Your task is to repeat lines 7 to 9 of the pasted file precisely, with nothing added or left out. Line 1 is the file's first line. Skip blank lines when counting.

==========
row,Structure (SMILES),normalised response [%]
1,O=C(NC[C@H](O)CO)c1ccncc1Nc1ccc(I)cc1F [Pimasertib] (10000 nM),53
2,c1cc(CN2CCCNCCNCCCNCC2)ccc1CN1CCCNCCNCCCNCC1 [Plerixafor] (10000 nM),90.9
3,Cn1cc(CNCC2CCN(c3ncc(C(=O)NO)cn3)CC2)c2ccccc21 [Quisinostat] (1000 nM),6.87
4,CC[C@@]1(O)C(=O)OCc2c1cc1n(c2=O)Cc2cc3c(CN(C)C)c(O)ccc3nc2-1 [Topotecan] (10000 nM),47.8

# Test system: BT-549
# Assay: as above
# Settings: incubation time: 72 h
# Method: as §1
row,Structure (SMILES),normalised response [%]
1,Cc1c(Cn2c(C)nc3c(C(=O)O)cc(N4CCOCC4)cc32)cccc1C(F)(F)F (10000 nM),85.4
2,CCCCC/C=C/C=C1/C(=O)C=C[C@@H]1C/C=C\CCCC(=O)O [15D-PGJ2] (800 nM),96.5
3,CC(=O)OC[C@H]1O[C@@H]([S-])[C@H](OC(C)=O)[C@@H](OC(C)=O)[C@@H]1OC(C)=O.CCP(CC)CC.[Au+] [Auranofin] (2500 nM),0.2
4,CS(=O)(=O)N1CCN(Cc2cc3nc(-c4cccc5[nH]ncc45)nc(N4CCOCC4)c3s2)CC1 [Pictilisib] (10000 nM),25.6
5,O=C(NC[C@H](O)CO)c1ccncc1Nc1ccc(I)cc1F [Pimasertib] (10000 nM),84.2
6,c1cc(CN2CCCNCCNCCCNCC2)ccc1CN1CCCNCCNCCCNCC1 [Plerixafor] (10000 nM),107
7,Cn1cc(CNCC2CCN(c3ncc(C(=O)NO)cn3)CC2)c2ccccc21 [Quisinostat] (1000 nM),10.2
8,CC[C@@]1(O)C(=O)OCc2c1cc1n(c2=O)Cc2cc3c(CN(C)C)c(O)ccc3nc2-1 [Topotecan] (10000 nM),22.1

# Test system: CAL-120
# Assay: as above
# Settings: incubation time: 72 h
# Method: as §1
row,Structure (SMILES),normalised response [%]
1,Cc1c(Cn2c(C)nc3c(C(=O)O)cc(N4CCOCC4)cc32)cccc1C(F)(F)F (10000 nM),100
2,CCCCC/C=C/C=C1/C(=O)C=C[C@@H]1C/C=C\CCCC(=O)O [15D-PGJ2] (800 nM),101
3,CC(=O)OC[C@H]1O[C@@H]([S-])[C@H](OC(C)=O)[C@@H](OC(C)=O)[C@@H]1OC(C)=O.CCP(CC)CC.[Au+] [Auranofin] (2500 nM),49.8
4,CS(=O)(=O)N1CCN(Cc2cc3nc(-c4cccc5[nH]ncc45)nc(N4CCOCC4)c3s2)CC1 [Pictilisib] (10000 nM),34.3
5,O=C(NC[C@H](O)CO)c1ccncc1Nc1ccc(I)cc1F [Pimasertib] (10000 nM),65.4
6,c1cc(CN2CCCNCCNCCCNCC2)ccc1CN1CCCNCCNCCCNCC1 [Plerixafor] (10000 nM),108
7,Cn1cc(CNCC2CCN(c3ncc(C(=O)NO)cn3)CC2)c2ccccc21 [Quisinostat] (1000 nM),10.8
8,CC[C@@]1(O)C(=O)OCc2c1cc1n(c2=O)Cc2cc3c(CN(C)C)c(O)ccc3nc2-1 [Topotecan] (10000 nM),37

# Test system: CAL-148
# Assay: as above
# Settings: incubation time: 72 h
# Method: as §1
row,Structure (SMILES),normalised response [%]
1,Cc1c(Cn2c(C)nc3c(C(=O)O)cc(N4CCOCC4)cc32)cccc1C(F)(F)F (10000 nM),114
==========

# Assay: as above
# Settings: incubation time: 72 h
# Method: as §1